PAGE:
I also realized that out of ignorance many people are not aware of the good things that we can do together as the family of God. As religions and as the people of God, we have so many more similarities and commonalities than the differences that divide us. I also learned that our fear of losing our identity makes us become so defensive that we thrive on our differences rather than looking at our commonalities and then coming together in love and in God. In order to be united in this way, we need to take time to listen and learn from those who are different from us and thus develop a non-judgmental attitude towards them. We need to act responsibly in all that we do together, whether as individuals or  as religious communities so that we may be able to understand each other and appreciate what others value in their faith.
I was touched by the fact that we are all children of God and that our deeds of love and mercy reflect the face of God. Unity in God is key for the peace and development of our world. Having learned how many similarities we share as monastics and Muslims, I was filled with enthusiasm to learn more about the religion of Islam. I felt as though we were being handed a new Gospel to preach to the world. Seeing the energy and the love that was exhibited by Dr. M. Shomali, who is so passionate about the unity of God and unity in God, I couldn’t help thinking that his message is like a fire that needs to be kept burning so as to warm people’s hearts, enkindling in them the love and the mercy of God for all. I also think that to do this we need to be very cautious about whom we engage in dialogue and at what level. There are some people who may consider themselves members of a religious tradition but do not take their faith all that seriously. They show little interest in deepening their relationship with God by sharing their experiences of unity and love with people of other religious traditions. So we need to begin locally and move slowly if we are to continue in the same spirit and bring many other people on board.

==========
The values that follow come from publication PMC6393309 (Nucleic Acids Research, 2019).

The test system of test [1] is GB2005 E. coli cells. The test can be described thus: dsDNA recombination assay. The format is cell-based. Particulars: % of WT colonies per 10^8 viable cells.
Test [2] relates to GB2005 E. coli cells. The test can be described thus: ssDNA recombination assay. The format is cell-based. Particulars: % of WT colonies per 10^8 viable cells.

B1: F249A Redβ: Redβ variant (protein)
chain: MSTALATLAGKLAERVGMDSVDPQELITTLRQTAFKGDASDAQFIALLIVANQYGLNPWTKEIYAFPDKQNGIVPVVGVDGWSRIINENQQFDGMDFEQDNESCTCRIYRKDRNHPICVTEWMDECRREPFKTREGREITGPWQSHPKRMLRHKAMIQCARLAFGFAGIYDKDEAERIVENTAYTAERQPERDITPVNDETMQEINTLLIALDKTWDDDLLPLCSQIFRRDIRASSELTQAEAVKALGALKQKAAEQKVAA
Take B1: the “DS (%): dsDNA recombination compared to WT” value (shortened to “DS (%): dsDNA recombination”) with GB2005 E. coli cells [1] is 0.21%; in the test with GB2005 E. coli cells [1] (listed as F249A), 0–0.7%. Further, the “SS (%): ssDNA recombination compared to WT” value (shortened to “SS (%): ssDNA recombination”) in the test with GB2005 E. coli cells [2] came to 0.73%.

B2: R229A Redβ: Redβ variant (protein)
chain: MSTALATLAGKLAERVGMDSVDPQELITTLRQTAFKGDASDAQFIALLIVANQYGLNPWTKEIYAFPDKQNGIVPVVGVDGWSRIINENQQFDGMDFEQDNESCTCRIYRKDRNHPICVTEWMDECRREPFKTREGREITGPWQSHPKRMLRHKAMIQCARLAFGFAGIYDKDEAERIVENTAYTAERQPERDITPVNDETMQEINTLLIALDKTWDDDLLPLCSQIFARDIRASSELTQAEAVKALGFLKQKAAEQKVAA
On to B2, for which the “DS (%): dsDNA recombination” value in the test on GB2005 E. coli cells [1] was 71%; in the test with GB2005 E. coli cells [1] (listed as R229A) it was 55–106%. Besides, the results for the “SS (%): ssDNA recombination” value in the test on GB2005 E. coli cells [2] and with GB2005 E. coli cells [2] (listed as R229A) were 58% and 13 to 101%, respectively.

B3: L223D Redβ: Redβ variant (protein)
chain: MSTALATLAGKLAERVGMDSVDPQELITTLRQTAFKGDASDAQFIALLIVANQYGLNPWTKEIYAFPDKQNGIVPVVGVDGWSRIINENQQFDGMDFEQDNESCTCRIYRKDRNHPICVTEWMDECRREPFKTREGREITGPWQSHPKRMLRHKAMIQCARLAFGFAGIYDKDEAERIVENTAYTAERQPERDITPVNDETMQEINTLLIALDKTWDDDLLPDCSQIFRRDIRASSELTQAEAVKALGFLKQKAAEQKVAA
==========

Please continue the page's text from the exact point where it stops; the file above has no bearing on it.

I end by thanking God who has enabled me to have this revelation of his loving kindness and mercy for us as human beings. I came a closed person; I leave a very free person in spirit. My prejudices have been dispelled and I am filled with admiration for my Muslim brothers and sisters who have enriched and edified me through their sharing, their submission to God, and their knowledge and understanding of what they believe and practice. This meeting gave me an opportunity to widen the scope of my understanding of  Islam as a religion and of its faithful. I also want to thank  Dr. M. Shomali and Fr. William for organizing a meeting in which we could have such a dialogue. May the almighty God bless all our intentions and our future plans so that we may be able to make him worshiped and glorified by all of humanity.